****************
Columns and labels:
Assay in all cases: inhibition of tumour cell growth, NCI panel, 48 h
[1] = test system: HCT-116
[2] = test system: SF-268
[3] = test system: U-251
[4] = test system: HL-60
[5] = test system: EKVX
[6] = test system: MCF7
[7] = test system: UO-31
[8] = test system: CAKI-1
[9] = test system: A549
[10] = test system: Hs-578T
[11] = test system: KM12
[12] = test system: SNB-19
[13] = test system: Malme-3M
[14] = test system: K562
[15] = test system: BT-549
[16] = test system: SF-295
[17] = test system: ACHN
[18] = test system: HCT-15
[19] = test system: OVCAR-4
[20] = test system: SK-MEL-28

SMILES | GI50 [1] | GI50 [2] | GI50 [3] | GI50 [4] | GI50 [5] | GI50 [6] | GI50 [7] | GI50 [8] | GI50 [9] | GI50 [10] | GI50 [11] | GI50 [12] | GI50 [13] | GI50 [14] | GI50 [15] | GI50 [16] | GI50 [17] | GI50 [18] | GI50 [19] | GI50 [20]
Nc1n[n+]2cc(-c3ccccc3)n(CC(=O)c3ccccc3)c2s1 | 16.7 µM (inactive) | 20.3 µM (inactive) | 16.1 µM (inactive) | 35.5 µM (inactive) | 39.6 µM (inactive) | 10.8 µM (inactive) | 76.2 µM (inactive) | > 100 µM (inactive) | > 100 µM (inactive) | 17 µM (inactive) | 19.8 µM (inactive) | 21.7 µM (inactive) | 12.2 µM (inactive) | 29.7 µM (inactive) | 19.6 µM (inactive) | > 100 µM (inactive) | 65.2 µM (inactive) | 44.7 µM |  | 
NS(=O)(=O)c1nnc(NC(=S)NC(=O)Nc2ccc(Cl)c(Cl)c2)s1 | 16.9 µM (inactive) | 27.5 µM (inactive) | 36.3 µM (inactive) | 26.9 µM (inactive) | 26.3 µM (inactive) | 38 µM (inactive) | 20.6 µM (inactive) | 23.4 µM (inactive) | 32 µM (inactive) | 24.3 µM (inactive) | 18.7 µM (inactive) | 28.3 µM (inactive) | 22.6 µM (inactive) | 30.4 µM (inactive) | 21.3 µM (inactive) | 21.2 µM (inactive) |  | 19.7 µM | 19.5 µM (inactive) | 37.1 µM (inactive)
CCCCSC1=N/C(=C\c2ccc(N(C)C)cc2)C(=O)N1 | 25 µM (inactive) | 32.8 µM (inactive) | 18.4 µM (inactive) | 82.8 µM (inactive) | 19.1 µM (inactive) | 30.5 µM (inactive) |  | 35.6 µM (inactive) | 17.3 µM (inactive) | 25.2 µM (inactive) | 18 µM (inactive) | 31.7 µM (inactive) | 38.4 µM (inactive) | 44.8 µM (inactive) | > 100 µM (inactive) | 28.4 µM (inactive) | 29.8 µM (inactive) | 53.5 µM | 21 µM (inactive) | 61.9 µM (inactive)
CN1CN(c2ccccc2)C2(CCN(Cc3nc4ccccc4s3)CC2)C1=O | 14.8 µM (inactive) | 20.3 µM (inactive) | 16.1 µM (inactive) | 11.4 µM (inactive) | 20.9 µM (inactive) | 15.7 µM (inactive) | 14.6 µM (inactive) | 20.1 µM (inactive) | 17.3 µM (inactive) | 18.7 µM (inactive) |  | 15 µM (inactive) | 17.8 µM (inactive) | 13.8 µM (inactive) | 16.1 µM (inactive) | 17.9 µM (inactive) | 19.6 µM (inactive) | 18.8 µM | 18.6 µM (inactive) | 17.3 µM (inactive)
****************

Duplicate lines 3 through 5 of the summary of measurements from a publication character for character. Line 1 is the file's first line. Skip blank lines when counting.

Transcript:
[1] = test system: HCT-116
[2] = test system: SF-268
[3] = test system: U-251